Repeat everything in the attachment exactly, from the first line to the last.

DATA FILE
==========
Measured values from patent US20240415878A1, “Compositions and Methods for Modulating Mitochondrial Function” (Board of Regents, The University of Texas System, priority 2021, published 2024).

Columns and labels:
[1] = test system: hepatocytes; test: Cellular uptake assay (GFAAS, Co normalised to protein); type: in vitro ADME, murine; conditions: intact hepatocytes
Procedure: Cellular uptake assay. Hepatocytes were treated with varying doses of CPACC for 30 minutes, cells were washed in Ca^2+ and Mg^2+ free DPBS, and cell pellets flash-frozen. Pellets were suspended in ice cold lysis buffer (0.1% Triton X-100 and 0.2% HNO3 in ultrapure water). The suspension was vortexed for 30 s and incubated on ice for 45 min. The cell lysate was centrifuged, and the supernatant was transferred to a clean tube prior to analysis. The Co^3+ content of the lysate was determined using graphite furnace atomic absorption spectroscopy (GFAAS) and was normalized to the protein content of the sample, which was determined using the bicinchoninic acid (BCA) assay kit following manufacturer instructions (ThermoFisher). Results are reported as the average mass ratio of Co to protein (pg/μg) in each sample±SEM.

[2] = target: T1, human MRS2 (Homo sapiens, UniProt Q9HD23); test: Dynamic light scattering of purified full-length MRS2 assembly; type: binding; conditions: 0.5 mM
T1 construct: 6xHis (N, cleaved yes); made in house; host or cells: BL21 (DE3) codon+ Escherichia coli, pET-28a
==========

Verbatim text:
Measured values from patent US20240415878A1, “Compositions and Methods for Modulating Mitochondrial Function” (Board of Regents, The University of Texas System, priority 2021, published 2024).

Columns and labels:
[1] = test system: hepatocytes; test: Cellular uptake assay (GFAAS, Co normalised to protein); type: in vitro ADME, murine; conditions: intact hepatocytes
Procedure: Cellular uptake assay. Hepatocytes were treated with varying doses of CPACC for 30 minutes, cells were washed in Ca^2+ and Mg^2+ free DPBS, and cell pellets flash-frozen. Pellets were suspended in ice cold lysis buffer (0.1% Triton X-100 and 0.2% HNO3 in ultrapure water). The suspension was vortexed for 30 s and incubated on ice for 45 min. The cell lysate was centrifuged, and the supernatant was transferred to a clean tube prior to analysis. The Co^3+ content of the lysate was determined using graphite furnace atomic absorption spectroscopy (GFAAS) and was normalized to the protein content of the sample, which was determined using the bicinchoninic acid (BCA) assay kit following manufacturer instructions (ThermoFisher). Results are reported as the average mass ratio of Co to protein (pg/μg) in each sample±SEM.

[2] = target: T1, human MRS2 (Homo sapiens, UniProt Q9HD23); test: Dynamic light scattering of purified full-length MRS2 assembly; type: binding; conditions: 0.5 mM
T1 construct: 6xHis (N, cleaved yes); made in house; host or cells: BL21 (DE3) codon+ Escherichia coli, pET-28a